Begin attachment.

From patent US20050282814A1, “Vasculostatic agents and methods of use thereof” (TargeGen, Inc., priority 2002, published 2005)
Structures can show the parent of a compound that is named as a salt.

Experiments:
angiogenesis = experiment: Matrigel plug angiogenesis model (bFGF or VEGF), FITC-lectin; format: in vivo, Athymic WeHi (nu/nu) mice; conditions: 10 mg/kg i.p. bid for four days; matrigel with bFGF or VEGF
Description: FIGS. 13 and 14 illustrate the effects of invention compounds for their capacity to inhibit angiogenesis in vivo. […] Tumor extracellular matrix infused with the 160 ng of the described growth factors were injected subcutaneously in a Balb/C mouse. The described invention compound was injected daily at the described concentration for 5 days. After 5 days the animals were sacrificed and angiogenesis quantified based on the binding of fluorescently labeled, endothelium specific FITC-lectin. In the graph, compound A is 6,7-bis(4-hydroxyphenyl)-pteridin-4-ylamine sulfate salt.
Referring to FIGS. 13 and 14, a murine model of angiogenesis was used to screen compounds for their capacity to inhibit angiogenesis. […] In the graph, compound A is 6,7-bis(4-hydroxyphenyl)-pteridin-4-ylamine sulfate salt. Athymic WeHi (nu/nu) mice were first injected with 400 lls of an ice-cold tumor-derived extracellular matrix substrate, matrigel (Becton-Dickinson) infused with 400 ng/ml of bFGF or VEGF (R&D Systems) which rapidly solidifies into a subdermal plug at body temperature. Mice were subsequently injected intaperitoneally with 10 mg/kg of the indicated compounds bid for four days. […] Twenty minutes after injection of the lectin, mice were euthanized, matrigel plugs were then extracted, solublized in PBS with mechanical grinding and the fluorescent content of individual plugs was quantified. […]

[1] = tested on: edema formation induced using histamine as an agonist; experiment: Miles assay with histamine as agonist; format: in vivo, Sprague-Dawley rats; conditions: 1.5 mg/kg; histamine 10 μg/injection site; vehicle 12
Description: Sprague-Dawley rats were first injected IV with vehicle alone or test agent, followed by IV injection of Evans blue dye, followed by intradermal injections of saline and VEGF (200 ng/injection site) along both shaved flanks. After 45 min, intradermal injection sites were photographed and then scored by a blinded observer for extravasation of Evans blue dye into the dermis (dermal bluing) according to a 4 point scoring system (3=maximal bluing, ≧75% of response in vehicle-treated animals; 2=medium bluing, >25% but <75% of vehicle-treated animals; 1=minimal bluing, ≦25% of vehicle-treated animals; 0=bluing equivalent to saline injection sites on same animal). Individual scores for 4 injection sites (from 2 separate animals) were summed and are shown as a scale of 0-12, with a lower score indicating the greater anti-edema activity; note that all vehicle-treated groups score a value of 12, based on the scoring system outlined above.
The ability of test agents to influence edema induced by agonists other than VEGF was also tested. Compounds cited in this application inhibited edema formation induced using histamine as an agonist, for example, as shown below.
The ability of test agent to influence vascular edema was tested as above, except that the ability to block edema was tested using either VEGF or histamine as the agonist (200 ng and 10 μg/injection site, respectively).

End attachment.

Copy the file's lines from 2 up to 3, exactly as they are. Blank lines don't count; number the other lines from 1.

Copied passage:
Structures can show the parent of a compound that is named as a salt.

Experiments: